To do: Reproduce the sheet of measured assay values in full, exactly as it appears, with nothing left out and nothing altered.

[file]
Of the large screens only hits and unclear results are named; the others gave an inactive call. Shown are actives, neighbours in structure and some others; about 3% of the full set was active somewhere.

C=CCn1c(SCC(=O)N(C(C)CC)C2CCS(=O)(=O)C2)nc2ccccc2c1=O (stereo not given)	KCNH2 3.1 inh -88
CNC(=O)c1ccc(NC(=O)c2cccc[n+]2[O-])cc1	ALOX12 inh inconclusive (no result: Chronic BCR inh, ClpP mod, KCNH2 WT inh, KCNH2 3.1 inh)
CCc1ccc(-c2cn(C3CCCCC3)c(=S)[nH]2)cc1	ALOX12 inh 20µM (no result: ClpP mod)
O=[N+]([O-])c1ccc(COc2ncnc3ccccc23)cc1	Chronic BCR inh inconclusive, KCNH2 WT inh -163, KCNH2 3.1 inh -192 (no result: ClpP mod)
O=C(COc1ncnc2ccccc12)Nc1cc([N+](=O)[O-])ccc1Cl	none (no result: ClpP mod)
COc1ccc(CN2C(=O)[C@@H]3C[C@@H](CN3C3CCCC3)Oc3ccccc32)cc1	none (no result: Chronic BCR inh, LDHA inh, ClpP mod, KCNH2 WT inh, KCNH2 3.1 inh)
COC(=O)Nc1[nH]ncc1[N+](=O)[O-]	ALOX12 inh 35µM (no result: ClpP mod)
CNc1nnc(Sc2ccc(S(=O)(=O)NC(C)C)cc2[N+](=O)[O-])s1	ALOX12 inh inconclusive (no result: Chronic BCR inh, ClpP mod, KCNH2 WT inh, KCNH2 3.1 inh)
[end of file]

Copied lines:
Of the large screens only hits and unclear results are named; the others gave an inactive call. Shown are actives, neighbours in structure and some others; about 3% of the full set was active somewhere.

C=CCn1c(SCC(=O)N(C(C)CC)C2CCS(=O)(=O)C2)nc2ccccc2c1=O (stereo not given)	KCNH2 3.1 inh -88
CNC(=O)c1ccc(NC(=O)c2cccc[n+]2[O-])cc1	ALOX12 inh inconclusive (no result: Chronic BCR inh, ClpP mod, KCNH2 WT inh, KCNH2 3.1 inh)
CCc1ccc(-c2cn(C3CCCCC3)c(=S)[nH]2)cc1	ALOX12 inh 20µM (no result: ClpP mod)
O=[N+]([O-])c1ccc(COc2ncnc3ccccc23)cc1	Chronic BCR inh inconclusive, KCNH2 WT inh -163, KCNH2 3.1 inh -192 (no result: ClpP mod)
O=C(COc1ncnc2ccccc12)Nc1cc([N+](=O)[O-])ccc1Cl	none (no result: ClpP mod)
COc1ccc(CN2C(=O)[C@@H]3C[C@@H](CN3C3CCCC3)Oc3ccccc32)cc1	none (no result: Chronic BCR inh, LDHA inh, ClpP mod, KCNH2 WT inh, KCNH2 3.1 inh)
COC(=O)Nc1[nH]ncc1[N+](=O)[O-]	ALOX12 inh 35µM (no result: ClpP mod)
CNc1nnc(Sc2ccc(S(=O)(=O)NC(C)C)cc2[N+](=O)[O-])s1	ALOX12 inh inconclusive (no result: Chronic BCR inh, ClpP mod, KCNH2 WT inh, KCNH2 3.1 inh)